Experiences about CloudFlare
I spent about three hours to migrate my tech blog from OpenShift & CloudFlare to GitHub again, after my moving all from GitHub to OpenShift about 2 month ago. Experience with OpenShift & CloudFlare was frustrating and awful. It didn’t hit any expectations that I thought before the first migration.
Why I want to use CDN
Choosing a free hosting by OpenShift for me is mesmerized by its potential customization in the future, rather than cost consideration. Also, OpenShift also gave me an easy click-to-install process while providing the customization possibility, which was so fascinating.
After the quick installation and migration from Github, I noticed that it may potentially have been blocked by the GFW in China. I confirmed this and chose to solve it by using the free CDN service to cache my webpages rather than switching back. With a quick googling, I found there were a lot of people discussing about CloudFlare to accelerate page accessing and get rid of the GFW problems, which were all I want. I then registered an account and start deploying on it.
What is CloudFlare & How it works
If the request is for a type of resource it doesn’t cache, or if it doesn’t have a current copy in the cache, then it makes a request from its data center back to the origin server. Because it is relatively high scale, it can almost always get premium routes from data centers back to most places on the Internet. As a result, while it may seem counter-intuitive, it is sometimes the case that the number of “hops” a visitor request makes going through the CloudFlare network is less than the number of “hops” that they would have made going to the origin web server directly.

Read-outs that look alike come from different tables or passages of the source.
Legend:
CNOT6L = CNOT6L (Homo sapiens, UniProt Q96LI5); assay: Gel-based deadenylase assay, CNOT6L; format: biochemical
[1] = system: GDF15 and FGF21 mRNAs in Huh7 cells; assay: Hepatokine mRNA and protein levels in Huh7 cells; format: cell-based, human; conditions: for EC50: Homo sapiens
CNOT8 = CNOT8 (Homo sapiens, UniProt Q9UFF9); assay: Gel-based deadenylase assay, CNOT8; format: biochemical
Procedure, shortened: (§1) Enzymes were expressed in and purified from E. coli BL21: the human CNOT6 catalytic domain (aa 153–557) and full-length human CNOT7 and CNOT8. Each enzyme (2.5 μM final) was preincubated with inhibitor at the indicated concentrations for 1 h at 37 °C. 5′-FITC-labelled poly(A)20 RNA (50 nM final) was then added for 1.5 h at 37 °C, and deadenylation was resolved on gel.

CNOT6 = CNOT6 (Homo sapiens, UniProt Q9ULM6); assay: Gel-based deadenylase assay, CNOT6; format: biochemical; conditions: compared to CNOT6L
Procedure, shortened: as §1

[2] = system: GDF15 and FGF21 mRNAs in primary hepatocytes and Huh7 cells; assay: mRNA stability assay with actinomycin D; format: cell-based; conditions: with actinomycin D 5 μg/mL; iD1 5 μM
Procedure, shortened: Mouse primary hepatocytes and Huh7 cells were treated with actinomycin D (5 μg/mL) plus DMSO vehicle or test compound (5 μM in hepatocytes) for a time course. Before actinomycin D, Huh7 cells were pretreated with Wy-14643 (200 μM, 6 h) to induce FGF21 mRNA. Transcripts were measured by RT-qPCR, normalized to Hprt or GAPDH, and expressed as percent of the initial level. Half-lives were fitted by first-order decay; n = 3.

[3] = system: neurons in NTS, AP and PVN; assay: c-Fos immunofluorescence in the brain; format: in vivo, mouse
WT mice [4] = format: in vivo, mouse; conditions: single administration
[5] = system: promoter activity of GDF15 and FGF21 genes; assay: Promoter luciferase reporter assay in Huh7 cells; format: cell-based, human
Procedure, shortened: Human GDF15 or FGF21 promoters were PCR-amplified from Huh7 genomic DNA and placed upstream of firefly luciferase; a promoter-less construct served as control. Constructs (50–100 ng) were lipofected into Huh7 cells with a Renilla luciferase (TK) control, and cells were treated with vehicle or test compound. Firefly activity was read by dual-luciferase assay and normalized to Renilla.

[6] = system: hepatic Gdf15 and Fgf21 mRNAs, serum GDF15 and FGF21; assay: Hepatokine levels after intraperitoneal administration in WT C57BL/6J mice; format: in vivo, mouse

According to its official website, they have servers all over the world. As we can see, no Chinese mainland is included. But with servers in HK and Tokyo, it should be at least ok for visitors from China.
Experience of CloudFlare
It worked well at first, and then just connection reset or extremely slow speed. I googled about this and there were some similar use cases. Since this service is quite new in mainland, these information is usually overwhelmed by other unrelated things.
The root cause of this problem may be from its geo-location acceleration accessing, which will redirect mainland traffic to HK, which is the nearest, cache data center. However, international Internet connection gateways are located in Shanghai and Beijing, which are mostly connected to Japan and US. Direct connection between Shanghai and HK is enough. As the result, traffic which has been redirected to HK will go through Japan or at least go out of Mainland and then connect to HK or just be dropped in the somewhere.
I thought CloudFlare doesn’t want to solve this mess of Mainland(I’m not blaming it, no one can actually solve it), I thought I had to give it up.
Like all fast-growing or exotic products, they all forget about one truth - the world of the Internet is divided into two parts, Mainland China and the other. These two worlds are just so distinct that there is no rule can serve both at the same time.
I can’t say CloudFlare is a valuable service, but at least it has some like accessing acceleration, offline browsing, analytics, threat protection, and so on. If I’m living outside of mainland China, I’d like to use its services to improve my blog experience like etherealmind. And I’m also would be attempting another time if it has extended cache server into mainland.